Waiting times in hospital A&E departments are at an all time high – and Salford is even worse than the national average.

According to national data for October, only 83.6 per cent of attendees are seen within four hours which is the national target but at Salford Royal infirmary the percentage was even worse at just 82.7 per cent – nearly one in five.

Salford Royal Infirmary ©David Dixon

Nuffield Trust chief economist, Professor John Appleby, said: “These figures show the next Government will immediately be faced with one of the bleakest winters in the NHS’s history.

“We have many months to go until seasonal pressures really hit the NHS, but October has already seen an unprecedented slump with performance against the main A&E target worse than ever.

“The health service is seeing far more patients, yet one in six is now waiting more than four hours in A&E. If the usual trends continue after Christmas, that would head towards one in five.

“…If this trend keeps going, I fear we could see 100,000 people stuck on trolleys this coming January.

“As the election promises roll in, we should be under no illusion about the money, staff and time it will take to turn this situation around.”

Labour shadow health secretary Jonathan Ashworth said: “The Conservatives have ushered in the worst NHS crisis on record.

“Under Boris Johnson the NHS is in crisis and we’re heading for a winter of abject misery for patients.

“Our A&Es are overwhelmed, more so than ever. In every community there’s an ever growing queue of people waiting for treatment.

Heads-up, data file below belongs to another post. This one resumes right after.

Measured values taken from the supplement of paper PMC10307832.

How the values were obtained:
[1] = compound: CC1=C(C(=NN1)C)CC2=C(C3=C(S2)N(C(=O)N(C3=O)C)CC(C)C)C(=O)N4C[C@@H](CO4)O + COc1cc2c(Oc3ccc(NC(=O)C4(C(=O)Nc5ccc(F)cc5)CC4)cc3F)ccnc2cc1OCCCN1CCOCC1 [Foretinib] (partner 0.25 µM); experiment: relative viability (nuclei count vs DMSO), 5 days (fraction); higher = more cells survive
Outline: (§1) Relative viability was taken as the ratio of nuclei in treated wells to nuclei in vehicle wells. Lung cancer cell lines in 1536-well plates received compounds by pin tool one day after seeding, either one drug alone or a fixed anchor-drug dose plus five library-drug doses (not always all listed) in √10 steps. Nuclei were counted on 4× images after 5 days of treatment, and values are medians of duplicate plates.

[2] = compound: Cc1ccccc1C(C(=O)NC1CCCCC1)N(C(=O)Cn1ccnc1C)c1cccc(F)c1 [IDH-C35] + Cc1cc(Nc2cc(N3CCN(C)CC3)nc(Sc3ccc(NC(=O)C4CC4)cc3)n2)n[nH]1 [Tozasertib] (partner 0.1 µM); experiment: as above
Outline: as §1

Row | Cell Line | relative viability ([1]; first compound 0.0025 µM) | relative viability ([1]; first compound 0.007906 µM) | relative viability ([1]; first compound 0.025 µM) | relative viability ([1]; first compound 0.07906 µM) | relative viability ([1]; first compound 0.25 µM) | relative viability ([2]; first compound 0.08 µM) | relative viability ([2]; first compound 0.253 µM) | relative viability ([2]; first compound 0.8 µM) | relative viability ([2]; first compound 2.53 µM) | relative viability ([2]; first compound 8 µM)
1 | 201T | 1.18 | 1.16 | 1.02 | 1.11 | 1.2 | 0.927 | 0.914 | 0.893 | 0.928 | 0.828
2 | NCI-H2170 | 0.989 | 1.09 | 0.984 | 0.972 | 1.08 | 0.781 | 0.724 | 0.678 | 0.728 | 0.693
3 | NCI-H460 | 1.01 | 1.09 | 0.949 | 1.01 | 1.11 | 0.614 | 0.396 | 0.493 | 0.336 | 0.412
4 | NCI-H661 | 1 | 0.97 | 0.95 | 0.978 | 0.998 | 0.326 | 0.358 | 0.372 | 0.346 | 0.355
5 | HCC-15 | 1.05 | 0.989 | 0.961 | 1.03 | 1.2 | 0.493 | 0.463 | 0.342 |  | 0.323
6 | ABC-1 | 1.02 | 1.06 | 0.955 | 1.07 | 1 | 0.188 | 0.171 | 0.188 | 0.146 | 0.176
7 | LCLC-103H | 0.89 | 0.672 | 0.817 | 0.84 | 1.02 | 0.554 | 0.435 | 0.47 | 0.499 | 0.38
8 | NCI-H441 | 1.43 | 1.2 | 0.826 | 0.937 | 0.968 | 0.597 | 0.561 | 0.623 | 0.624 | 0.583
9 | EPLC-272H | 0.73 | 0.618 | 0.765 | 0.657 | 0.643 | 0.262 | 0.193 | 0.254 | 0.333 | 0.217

“The Tories spent a decade cutting over 15,000 beds. Now they should apologise to every patient languishing on a trolley and waiting longer for treatment.”

“These figures starkly show why patients desperately need Labour’s £40 billion rescue plan.”

Labour leader Jeremy Corbyn said it was “disgraceful” that figures from NHS England show that A&E performance is at its worst-ever level.

In an interview, he said: “The four-hour limit of seeing people was brought in under the previous Labour government, as was the two-week wait for cancer treatment. Neither of which are being met across the whole country.

“It is disgraceful and it is a problem of the lack of staff and the lack of funding for it.”

Mr Corbyn reiterated Labour’s NHS spending plans, “which will deal with all of that”.

Health Secretary Matt Hancock has said the performance of the NHS had been “incredible” but that it had faced a “very significant” increase in demand for hospital services.

After figures showed NHS England had missed a raft of targets, Mr Hancock said the number of operations done had actually risen by 7 per cent over the past 12 months.

“In many ways the NHS is performing better than it ever has. The challenge is that demand is increasing as well,” he told BBC Radio 4’s The World at One.

“The performance of the system is incredible. The people who are working in the NHS are doing a remarkable job.

“We are putting record amounts of funding in over the next four years. We have got record numbers of doctors and nurses with more to come.”

Asked if he took responsibility for NHS waiting times, Boris Johnson told broadcasters: “Of course, but you’ve got to recognise what we’re facing is huge demand now in the NHS and that is why this Government has got the biggest investment in the NHS in modern times.”

The Prime Minister said he accepts the NHS needs funding but said his party was committed to putting money in.

He defended the Conservative Party’s record on the NHS since 2010, adding: “If you say can we do better, must we do better, should we be investing more?

“Yes, of course, but look at what we’re putting in.”


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